Afghan Refugees; Pittsburgh’s Plans for Acclimation 

By Maxwell Robinette, Associate Editor

Photographed by Maxwell Robinette

Pittsburgh will welcome Afghan refugees in the wake of the U.S. withdrawal from Afghanistan. Local nonprofits continue to work with the city to prepare for their arrival.

The U.S. will take in around 50,000 refugees as a result of the pullout. The 130,000 Afghans airlifted during withdrawal constitute one of the largest evacuations in history. The total population of Afghan refugees worldwide numbers around 2.6 million.

The State Department includes Pittsburgh among the 19 recommended metro areas across the country for refugees who receive Special Immigration Visas. The city’s low cost of living and housing availability make it a prime relocation option.

Refugees endure an extensive bureaucratic process. It can take years of screenings and paperwork for asylum seekers to find a country that accepts them.

In the U.S., the Department of Homeland Security and the FBI vet applicants rigorously. When these agencies finally grant entry into the U.S., applicants proceed to one of nine national organizations that oversee resettlement. These organizations coordinate with local groups, who do most of the heavy lifting situating new arrivals.

Jewish Family and Community Services (JFCS) serves as one of these local groups. They ensure arriving refugees have homes, living essentials and access to medical needs. They also provide services that help immigrants acclimate to their new lives.

The Afghan Refugee Crisis puts lots of pressure on organizations like JFCS. Normally, these groups have months to prepare for arriving refugees. Since the start of the crisis, they have around 48 hours to do the same amount of work.

JFCS Director of Refugee and Immigrant Services Ivonne Smith-Tapia recently spoke about JFCS’s role in the crisis at a discussion panel hosted by La Roche’s Quainton Center for Global Engagement.

Photographed by Maxwell Robinette

Smith-Tapia spoke about different hurdles the organization faces. They cover a wide range of services, from delivering groceries to employment and school enrollment. There’s a steep learning curve for many new arrivals.

“It’s a lot of trust building in the beginning. You can imagine how overwhelming it is to not really know what’s going on, where you are, or who we really are,” Smith-Tapia said. “We provide all the support you can imagine for them to adapt and start a new life.”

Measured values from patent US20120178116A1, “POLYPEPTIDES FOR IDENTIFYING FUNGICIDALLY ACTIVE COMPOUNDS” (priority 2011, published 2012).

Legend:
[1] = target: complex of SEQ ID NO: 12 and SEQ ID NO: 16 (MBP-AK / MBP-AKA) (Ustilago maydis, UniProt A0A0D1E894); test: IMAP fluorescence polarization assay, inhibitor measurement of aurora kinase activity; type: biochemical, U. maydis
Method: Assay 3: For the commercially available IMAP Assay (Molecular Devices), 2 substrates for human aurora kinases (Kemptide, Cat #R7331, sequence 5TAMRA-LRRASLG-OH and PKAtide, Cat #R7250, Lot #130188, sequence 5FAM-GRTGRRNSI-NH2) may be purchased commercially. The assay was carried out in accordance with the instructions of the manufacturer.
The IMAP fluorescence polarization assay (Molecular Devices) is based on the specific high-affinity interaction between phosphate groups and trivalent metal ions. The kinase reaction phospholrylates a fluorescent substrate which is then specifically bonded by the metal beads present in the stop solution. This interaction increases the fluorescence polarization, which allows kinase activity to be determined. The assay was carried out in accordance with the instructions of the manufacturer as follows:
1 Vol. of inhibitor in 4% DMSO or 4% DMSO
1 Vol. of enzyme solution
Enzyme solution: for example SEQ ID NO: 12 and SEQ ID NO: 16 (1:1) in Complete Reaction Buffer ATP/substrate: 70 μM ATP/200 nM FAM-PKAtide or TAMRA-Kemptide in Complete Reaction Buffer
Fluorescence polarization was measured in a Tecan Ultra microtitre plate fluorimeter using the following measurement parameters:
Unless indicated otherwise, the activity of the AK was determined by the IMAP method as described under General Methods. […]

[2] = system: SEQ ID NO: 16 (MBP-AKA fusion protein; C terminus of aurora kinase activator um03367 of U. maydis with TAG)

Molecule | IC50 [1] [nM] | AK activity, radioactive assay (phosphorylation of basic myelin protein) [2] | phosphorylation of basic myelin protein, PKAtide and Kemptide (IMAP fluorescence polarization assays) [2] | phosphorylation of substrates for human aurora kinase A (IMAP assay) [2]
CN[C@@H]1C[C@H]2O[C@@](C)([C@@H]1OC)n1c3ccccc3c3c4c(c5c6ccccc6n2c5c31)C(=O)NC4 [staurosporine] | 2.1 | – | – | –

JFCS provides thorough support early in the process because of federal policy. The State Department backs refugees financially for the first 90 days of resettlement only. After that, they get cut off. The policy aims to make newcomers self-sufficient.

“Resettlement agencies want refugees to start working as soon as possible and to pay their own bills. That’s very different from resettlement approaches in other countries. In other places, refugees are given more time to learn the language and adapt to the culture, and they provide more economic support to families,” Smith-Tapia said.

Many organizations across the country adopt a “community sponsorship” approach in response to these policies. Local groups continue supporting immigrants after government support ends.

Hello Neighbor serves as one of these community sponsorship groups. Marketing Manager Jordan Chepke and La Roche graduate Eric Ngnimmien joined the Quainton Center discussion panel to talk about the nonprofit’s role in welcoming refugees to Pittsburgh.

“Hello Neighbor was founded because we really saw an additional need after the initial resettlement process to come in and support our new neighbors as they rebuild their lives,” Chepke said.

Hello Neighbor matches refugees with dedicated community members who befriend and support them. They organize services like tutoring programs, mentor programs, and programs that connect mothers. They also raise funds from donations and provide essential items.

Additionally, they utilize marketing strategies to spread the word about the crisis and immigrant communities in need.

“We really focus on putting immigrant stories at the forefront of what we do,” Chepke said.

Both Chepke and Ngnimmien encourage interested people to follow Hello Neighbor on social media to get updates on community needs and volunteer opportunities.

Photographed by Maxwell Robinette

For further reading on local involvement in the Afghan Refugee Crisis, visit one of the following sites:

One comment

  • Professor Crowley

    Great article Max. I did not know Pittsburgh was selected as a settlement area for Afghan refugees. A lot of good information on an interesting topic.

    Professor Crowley


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